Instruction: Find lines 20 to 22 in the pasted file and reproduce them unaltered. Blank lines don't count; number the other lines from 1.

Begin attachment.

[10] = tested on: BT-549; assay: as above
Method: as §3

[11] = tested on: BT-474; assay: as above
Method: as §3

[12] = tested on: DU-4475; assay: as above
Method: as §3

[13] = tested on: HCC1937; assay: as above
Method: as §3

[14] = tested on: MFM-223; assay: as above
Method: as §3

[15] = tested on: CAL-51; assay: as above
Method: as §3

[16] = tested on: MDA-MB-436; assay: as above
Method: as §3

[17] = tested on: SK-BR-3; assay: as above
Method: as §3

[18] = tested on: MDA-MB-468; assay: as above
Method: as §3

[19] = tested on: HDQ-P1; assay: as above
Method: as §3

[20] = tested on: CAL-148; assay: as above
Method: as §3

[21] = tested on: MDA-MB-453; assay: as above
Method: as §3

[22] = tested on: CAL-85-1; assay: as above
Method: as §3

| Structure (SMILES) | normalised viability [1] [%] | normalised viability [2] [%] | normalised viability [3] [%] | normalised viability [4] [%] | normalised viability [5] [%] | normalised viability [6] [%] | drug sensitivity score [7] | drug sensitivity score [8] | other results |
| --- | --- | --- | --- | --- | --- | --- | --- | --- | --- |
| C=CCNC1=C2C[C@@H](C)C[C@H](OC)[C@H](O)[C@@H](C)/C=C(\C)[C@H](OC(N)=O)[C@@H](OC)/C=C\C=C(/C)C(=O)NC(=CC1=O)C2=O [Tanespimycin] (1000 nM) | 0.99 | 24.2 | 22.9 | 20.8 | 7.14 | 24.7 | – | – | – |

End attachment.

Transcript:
Method: as §3

[20] = tested on: CAL-148; assay: as above
Method: as §3